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I Got My Most Important Graduate Degree on the Factory Floor

by | Mar 1, 2023

Early in my career I was fortunate to have a terrific position at Avon Products: Director of Export Operations and New Markets. Revenues in today’s dollars would be $400 to $500 million. We sold Avon products to distributors in countries where Avon didn’t have a subsidiary.

However, I suggested that Avon consider Africa. At age 28 I figuratively “parachuted” into Nigeria and the Ivory Coast. Over the Board’s initial objections and with the assistance of a terrific colleague, Tracey A. Bazie, we established highly profitable and successful businesses in both countries. This laid the groundwork for Avon’s success in many other developing country markets, such as Costa Rica, etc.

Therefore, I was shocked when the CEO, David Mitchell, suggested that I spend a year in Cincinnati, Avon’s largest manufacturing and distribution facility, as an entry level employee, aka a “grunt”.

I sold Avon door-to-door, managed 150 Avon representatives, and then oversaw 30 Avon managers before becoming a factory supervisor in “packing” where cartons of the various products that specific representatives had ordered were readied for shipping. Each employee in packing on the line had to “solve the following linear programming equation”:

  • Minimize for time spent packing.
  • Minimize for the amount of packing materials used.
  • Minimize for any breakage.
  • Minimize for cube since we didn’t want to ship “air.”

I got into my jeans and worked on the line and quickly identified the best workers. I asked one if she could come in fifteen minutes before shift to pass on her learning to the others. She was surprised that I believed she could assist the others, but she agreed to try, came in and educated the team.

Within a week I was pulled aside by the plant’s General Manager, a great guy with an important job, named Al Michaels:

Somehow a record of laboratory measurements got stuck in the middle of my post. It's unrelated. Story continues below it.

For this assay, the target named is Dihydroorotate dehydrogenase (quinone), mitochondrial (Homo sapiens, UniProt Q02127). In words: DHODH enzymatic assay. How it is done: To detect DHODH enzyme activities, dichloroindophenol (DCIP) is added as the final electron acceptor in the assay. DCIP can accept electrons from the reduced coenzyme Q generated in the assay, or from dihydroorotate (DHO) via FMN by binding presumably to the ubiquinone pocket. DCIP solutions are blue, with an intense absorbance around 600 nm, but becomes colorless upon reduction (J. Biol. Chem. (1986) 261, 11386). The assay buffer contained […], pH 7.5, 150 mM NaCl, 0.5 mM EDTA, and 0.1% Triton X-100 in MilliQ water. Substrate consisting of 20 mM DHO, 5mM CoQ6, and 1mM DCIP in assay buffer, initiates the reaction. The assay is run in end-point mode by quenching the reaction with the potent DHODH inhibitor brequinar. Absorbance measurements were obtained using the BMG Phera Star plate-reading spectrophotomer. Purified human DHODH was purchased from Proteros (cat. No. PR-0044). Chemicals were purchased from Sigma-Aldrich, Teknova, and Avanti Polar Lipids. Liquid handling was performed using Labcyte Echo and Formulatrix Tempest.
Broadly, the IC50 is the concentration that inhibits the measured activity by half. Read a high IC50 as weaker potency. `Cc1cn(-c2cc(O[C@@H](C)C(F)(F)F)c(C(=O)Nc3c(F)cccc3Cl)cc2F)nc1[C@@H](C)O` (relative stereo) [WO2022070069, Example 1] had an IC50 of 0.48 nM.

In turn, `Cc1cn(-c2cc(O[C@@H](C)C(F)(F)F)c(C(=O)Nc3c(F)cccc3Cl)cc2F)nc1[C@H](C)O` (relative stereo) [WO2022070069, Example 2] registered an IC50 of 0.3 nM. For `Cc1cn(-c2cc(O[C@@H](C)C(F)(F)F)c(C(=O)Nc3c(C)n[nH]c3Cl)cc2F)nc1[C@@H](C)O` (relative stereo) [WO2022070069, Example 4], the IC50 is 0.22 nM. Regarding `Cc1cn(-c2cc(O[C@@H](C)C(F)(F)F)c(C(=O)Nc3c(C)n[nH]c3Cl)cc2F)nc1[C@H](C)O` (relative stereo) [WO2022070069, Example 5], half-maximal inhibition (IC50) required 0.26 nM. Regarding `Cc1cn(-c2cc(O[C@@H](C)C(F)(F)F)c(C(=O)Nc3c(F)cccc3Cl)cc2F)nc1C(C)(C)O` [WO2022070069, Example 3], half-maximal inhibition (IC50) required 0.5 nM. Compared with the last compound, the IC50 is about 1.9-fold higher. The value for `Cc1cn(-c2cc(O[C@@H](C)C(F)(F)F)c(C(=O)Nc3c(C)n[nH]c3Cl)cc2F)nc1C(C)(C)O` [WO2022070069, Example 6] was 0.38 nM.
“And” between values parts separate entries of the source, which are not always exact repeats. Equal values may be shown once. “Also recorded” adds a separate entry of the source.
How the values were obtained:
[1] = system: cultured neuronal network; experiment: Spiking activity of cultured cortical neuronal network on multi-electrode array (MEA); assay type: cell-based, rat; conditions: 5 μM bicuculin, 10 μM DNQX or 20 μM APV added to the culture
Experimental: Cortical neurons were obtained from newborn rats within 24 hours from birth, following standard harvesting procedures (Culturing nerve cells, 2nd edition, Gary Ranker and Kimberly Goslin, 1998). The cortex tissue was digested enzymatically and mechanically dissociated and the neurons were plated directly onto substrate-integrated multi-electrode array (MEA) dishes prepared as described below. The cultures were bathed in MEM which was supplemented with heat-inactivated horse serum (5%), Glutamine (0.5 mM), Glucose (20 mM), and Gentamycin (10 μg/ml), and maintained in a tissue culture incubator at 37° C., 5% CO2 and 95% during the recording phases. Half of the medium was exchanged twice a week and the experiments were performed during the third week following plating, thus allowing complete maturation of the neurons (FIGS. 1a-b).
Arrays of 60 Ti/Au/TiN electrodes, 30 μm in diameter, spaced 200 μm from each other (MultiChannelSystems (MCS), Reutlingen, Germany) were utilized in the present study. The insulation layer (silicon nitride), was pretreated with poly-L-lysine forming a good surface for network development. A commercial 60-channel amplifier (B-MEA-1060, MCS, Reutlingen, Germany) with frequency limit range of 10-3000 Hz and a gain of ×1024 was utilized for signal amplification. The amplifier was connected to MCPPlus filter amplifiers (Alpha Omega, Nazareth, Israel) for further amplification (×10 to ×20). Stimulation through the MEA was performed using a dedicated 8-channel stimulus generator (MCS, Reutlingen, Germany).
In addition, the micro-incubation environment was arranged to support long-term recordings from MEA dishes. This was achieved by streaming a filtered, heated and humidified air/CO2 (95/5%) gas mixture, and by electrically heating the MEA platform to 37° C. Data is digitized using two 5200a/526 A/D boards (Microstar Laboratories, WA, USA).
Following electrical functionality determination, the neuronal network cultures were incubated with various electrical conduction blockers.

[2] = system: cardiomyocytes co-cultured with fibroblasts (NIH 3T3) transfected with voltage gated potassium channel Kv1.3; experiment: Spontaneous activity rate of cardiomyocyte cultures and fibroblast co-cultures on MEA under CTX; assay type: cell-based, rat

Al: We got a problem. “Your productivity is through the roof, and you don’t know beans.”  Al was on target, as usual. I didn’t know “beans”, but I knew to trust my workers.

Bottom line: 9 of every 10 ideas was on target. No one tried to make me look bad. The tenth idea was off only because that individual didn’t understand the “big picture”. But they cared about their jobs and how they performed. All I had to do was to watch carefully and to listen to them. They had the answers. THAT WAS ONE OF THE MOST IMPORTANT LESSONS I LEARNED IN MY CAREER.

Therefore, in every successive job, I’ve always made it a point to “get down in the trenches”, look and listen to find out what is going on and to learn. It’s paid huge dividends.


Jeff Balash achieves results that change companies by applying his EQ and IQ. He gets to know people easily, appreciates their personal and their firm’s challenges, culture, and competitive environment to develop breakthrough solutions that can be understood and implemented.

Jeff has done business on six continents and has consistently been an innovator. He uses Design Thinking to develop creative and innovative solutions and strategies. McKinsey research: over a ten-year period, design-led companies outperformed the S&P 500 by 219 percent.